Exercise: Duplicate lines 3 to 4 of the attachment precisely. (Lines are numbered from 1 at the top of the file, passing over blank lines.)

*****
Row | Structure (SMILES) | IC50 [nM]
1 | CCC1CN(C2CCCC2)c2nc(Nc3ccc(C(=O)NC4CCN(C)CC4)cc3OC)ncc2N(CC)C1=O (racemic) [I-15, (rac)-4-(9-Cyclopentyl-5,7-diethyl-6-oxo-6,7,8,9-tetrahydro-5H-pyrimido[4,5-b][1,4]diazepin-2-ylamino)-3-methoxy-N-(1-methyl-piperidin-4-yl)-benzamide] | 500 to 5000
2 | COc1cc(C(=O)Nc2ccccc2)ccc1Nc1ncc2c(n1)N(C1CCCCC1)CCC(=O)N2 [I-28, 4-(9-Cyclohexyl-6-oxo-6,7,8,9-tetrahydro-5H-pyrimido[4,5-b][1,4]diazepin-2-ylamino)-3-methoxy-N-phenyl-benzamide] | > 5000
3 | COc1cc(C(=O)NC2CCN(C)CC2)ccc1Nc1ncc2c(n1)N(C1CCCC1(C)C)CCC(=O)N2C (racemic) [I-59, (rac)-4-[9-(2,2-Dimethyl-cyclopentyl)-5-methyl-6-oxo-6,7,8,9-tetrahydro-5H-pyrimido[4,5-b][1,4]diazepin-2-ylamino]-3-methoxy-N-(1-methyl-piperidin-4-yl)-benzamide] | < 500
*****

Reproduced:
2 | COc1cc(C(=O)Nc2ccccc2)ccc1Nc1ncc2c(n1)N(C1CCCCC1)CCC(=O)N2 [I-28, 4-(9-Cyclohexyl-6-oxo-6,7,8,9-tetrahydro-5H-pyrimido[4,5-b][1,4]diazepin-2-ylamino)-3-methoxy-N-phenyl-benzamide] | > 5000
3 | COc1cc(C(=O)NC2CCN(C)CC2)ccc1Nc1ncc2c(n1)N(C1CCCC1(C)C)CCC(=O)N2C (racemic) [I-59, (rac)-4-[9-(2,2-Dimethyl-cyclopentyl)-5-methyl-6-oxo-6,7,8,9-tetrahydro-5H-pyrimido[4,5-b][1,4]diazepin-2-ylamino]-3-methoxy-N-(1-methyl-piperidin-4-yl)-benzamide] | < 500